Turkish Journal of Gastroenterology
Original Article

Butyrate Ameliorates Intestinal Epithelial Barrier Injury Via Enhancing Foxp3+ Regulatory T-Cell Function in Severe Acute Pancreatitis Model

1.

Department of Critical Care Medicine, Nanjing First Hospital, Nanjing Medical University, Nanjing, People’s Republic of China

2.

Department of General Surgery, Surgical Intensive Care Unit (SICU), Jinling Hospital, Medical School of Nanjing University, Nanjing, People’s Republic of China

3.

Department of Gastroenterology, Wuxi People’s Hospital Affiliated to Nanjing Medical University, Wuxi, People’s Republic of China

Turk J Gastroenterol 2022; 33: 710-719
DOI: 10.5152/tjg.2022.21307
Read: 442 Downloads: 132 Published: 03 June 2022

Background: This study aimed to examine the effect of sodium butyrate on severe acute pancreatitis-related gut barrier injury in a rat model and explore its mechanism.

Methods: Male rats randomly fell into 3 groups, that is, the control, the severe acute pancreatitis group, and the severe acute pancreatitis+butyrate group. Rats in the control group received sham operation, while rats in the severe acute pancreatitis group and severe acute pancreatitis+butyrate group received severe acute pancreatitis induction by intraductal infusion of 4% sodium taurocholate. After that, rats in the severe acute pancreatitis+butyrate group were fed with sodium butyrate solution with free access. Intestinal barrier injury was measured based on the expression of tight junction proteins by reverse transcription polymerase chain reaction, Western blotting assay as well as immunohistochemical staining. The variation of Treg cells was measured by reverse transcription polymerase chain reaction, Western blotting assay, immunohistochemical staining, and flow cytometry analysis.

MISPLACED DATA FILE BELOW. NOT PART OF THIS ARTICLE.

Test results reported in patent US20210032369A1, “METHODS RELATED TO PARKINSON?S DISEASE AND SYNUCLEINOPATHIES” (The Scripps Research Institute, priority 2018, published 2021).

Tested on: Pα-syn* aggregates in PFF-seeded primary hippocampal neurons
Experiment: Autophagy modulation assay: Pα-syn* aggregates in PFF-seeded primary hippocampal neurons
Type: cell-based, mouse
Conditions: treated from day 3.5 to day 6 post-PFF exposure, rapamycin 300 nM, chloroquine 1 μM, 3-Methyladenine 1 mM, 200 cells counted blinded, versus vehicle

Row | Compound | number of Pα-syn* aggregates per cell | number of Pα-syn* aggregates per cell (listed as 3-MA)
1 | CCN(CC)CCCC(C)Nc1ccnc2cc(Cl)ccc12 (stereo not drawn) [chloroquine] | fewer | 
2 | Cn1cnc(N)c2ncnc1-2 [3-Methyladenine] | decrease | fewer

Results: Compared to rats in the control, rats in the severe acute pancreatitis group showed significantly higher pathohistological scores (P < .001) in the intestine, as well as decreased expression of occludin and ZO-1. While, rats in the severe acute pancreatitis+butyrate group showed mitigated histologic lesions (P < .05) and increased expressions of occludin and ZO-1. In addition, rats in the severe acute pancreatitis group showed the obvious reduction in the expressions of Foxp3 and GPR109a and the decreased percentage of Treg cells in the intestine (P < .001) compared to rats in the control. However, rats in the severe acute pancreatitis+butyrate group showed markedly increased expressions of Foxp3 and GPR109a and the upregulated percentage of Treg cells (P < .01).

Conclusion: Butyrate could significantly mitigate the intestinal injury induced by severe acute pancreatitis, probably by inducing the differentiation of Treg cells.

Cite this article as: Xiao S, Jing S, Jiakui S, et al. Butyrate ameliorates intestinal epithelial barrier injury via enhancing Foxp3+ regulatory T-cell function in severe acute pancreatitis model. Turk J Gastroenterol. 2022;33(8):710-719.

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